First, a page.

The worldbuilding is great. Like WILDEEPS before it, I want more of this world. There's enough built into the world for there to be plenty more stories. It was a little confusing at time with armies, tribes militias, etc, but there was enough to muddle through without slowing down too much. The colonial motifs were interesting and again made me feeling like I wanted more. There is a blank slate to the world, so to speak, culturally, that lets the reader decide what these characters might look like that I really enjoyed. I kept imagining Idris Elba as Cete as I read. Publishing is nailing it and I'm all in on these books.

Wednesday, December 2, 2015

Book Review: The Sorcerer of the Wildeeps

It's hard to believe that I haven't written a book review on my blog since I read Ken Liu's brilliant GRACE OF KINGS, but it took a pretty amazing book to break me out of those doldrums and one of the first wave of's novellas was the one to do it. THE SORCERER OF THE WILDEEPS was an incredible book that just blew me out of the water. 

A few months back I read Wilson's short story "Super Bass" that was set in the same world as this book and was blown away by it. This book is just a continuation of that feeling and when I finished SORCERER, I just kept wondering where was more of this. There is so much to love in this book that I seriously had a hard time starting this review. 

First, the world. Jeez, I want more of this world. In the short space of a short story and a novella, Wilson has created a massively complicated and very real feeling fantasy world with an obvious history filled with a diverse population of peoples and cultures that are grounded in reality. I want more. I want a world book. I want more stories about Sea-john and Orolumi (spelling?). The world feels like a hodge-podge of things that Wilson wanted to include in his own corner of the fantasy universe and it works brilliantly where others have failed.

Wilson's use of language is amazing. I've never read something that so effectively uses dialect without being hacknied and cliched. His integration of a modern dialect into a fantasy setting is seemless, which goes back to the hodge-podge feeling of his world and how it works. At times some of the language in the narrative itself threw me, forcing me to reread passages to make sure I didn't miss something, but I blame myself for that, not the writing.

The magic system was okay and a little confusing at times, but I'm not a magic system guy, so it didn't slow me down in the least.

The characters are well done and where a less skilled writer might fall into cliche, Wilson plays with the tropes in a way that makes the characters fascinating. From our demigod main characters: Demane, a lost soul that makes the mistake of instantly falling in love with the equally divine Captain so hard that he's willing to follow him across the world while keeping their relationship a secret to he stoic and savage Captain that can only speak in song that is capable of great acts of violence and love to background characters like Wale, Xho Xho and Messed-up, that give us a taste of who they are and just how divesrse a world this is.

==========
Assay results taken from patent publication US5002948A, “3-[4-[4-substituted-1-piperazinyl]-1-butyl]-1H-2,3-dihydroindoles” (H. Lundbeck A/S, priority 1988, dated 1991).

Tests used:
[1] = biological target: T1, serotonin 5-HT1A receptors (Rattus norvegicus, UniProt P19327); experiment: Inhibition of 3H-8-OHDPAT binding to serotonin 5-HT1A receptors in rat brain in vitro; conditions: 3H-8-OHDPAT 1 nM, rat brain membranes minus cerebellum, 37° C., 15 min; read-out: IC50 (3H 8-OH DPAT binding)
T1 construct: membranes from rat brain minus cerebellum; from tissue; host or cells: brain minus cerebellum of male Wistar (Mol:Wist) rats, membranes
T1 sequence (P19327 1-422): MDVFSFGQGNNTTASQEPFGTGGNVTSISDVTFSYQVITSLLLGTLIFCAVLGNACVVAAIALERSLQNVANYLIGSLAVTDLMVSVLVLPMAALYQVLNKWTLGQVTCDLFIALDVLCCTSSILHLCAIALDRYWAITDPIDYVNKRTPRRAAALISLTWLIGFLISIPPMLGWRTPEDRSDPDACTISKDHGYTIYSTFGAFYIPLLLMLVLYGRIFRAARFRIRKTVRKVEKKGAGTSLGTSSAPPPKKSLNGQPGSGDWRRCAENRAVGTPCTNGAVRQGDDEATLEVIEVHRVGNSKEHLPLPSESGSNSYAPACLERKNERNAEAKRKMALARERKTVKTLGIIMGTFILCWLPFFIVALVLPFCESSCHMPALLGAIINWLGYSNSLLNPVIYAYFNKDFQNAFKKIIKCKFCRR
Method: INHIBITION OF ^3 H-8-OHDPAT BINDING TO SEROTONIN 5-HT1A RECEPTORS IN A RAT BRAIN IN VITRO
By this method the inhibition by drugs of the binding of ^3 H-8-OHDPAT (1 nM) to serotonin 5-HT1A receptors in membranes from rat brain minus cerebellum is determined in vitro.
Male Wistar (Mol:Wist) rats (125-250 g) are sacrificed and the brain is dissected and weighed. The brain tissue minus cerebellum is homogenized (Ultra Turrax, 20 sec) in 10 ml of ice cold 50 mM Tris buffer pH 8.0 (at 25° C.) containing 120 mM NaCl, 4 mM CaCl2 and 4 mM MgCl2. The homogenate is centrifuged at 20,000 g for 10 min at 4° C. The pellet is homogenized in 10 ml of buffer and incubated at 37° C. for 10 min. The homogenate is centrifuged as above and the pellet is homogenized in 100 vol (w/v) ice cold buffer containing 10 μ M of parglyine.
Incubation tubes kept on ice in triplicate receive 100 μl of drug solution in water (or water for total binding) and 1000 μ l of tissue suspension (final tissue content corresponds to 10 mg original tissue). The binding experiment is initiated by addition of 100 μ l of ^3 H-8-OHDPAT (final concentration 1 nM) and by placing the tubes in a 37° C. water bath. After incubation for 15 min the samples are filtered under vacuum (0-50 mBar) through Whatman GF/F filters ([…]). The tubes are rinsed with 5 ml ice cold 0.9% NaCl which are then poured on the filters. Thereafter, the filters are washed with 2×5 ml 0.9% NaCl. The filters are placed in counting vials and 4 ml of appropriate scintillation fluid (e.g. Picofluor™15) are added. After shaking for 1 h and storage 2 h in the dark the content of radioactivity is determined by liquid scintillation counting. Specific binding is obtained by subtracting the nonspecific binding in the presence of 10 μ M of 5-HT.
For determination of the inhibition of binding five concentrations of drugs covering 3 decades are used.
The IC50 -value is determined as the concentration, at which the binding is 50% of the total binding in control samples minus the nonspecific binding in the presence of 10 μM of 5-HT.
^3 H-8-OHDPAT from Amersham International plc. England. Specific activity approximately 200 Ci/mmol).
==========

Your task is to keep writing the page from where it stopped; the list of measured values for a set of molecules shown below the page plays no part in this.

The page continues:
The plot moves right along, taking what could be a simple caravan guard story and making it an infinitely more interesting story of good vs. evil on a far grander scale. There were hiccups for me in the way Wilson tells the story, but like the language, I blame myself and not Wilson's writing. 

THE SORCERER OF THE WILDEEPS is clearly one of the best books I've read this year and I can't wait for more from Wilson.

Thursday, November 19, 2015

Sour Grapes?

Students have a half day of instruction today, meaning only about a third show up and it's a scheduled "work" day for my classes anyway (they are writing), so I fell down the rabbit hole of Goodreads and found my already high levels of frustration growing ever so slightly, so this may be a short rant.

I'm sure that what I'm about to post can easily be translated as sour grapes, but I hope not. It's just me wondering out loud.

When I first conceptualized the book that became WINTER'S DISCORD, I wanted it to be a YA GAME OF THRONES(properly titled A SONG OF ICE AND FIRE because this was pre-HBO show) and it was partially inspired by the great THE TOUGH GUIDE TO FANTASY LAND. (A book that is buried in a tote somewhere and I feel like I have to find again.) I've chronicled how I started it...much like the aforementioned A GAME OF THRONES (book, not TV show), the first scene popped in my head the same way it did for GRRM. It's very different now than it was then, but the concepts were the same. Ben was Toby. Jeremy was always Jeremy and Jess was known as Cat in that draft. The Princess's name was Isabella not Luciana. And I didn't have any idea where to go from that first scene. When I finally did, I looked at all the things I liked about THRONES and tried to loosely duplicate them, throwing in elements and tropes from Tamora Pierce's ALANNA series along with callbacks to the ever present DRAGONLANCE. This was 2006ish. I finished a full first draft some time in late 2007 and prepped it for it's first round of submissions in 2008, around the time my daughter was born. So I've been at this for a while. And this is the root of my frustration with the whole "YA GAME OF THRONES" thing.